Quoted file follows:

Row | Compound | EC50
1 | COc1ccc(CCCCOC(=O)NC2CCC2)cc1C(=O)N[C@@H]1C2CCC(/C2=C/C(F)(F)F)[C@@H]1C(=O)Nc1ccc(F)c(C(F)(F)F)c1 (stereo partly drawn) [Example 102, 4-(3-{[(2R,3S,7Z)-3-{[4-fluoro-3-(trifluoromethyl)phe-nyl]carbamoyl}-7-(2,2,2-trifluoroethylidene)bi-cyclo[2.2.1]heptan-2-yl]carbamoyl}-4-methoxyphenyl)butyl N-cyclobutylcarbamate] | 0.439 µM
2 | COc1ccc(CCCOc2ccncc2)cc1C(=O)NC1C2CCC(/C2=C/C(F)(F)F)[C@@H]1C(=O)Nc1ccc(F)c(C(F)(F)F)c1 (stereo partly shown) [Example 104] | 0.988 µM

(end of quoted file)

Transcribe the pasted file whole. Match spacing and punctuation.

Row | Compound | EC50
1 | COc1ccc(CCCCOC(=O)NC2CCC2)cc1C(=O)N[C@@H]1C2CCC(/C2=C/C(F)(F)F)[C@@H]1C(=O)Nc1ccc(F)c(C(F)(F)F)c1 (stereo partly drawn) [Example 102, 4-(3-{[(2R,3S,7Z)-3-{[4-fluoro-3-(trifluoromethyl)phe-nyl]carbamoyl}-7-(2,2,2-trifluoroethylidene)bi-cyclo[2.2.1]heptan-2-yl]carbamoyl}-4-methoxyphenyl)butyl N-cyclobutylcarbamate] | 0.439 µM
2 | COc1ccc(CCCOc2ccncc2)cc1C(=O)NC1C2CCC(/C2=C/C(F)(F)F)[C@@H]1C(=O)Nc1ccc(F)c(C(F)(F)F)c1 (stereo partly shown) [Example 104] | 0.988 µM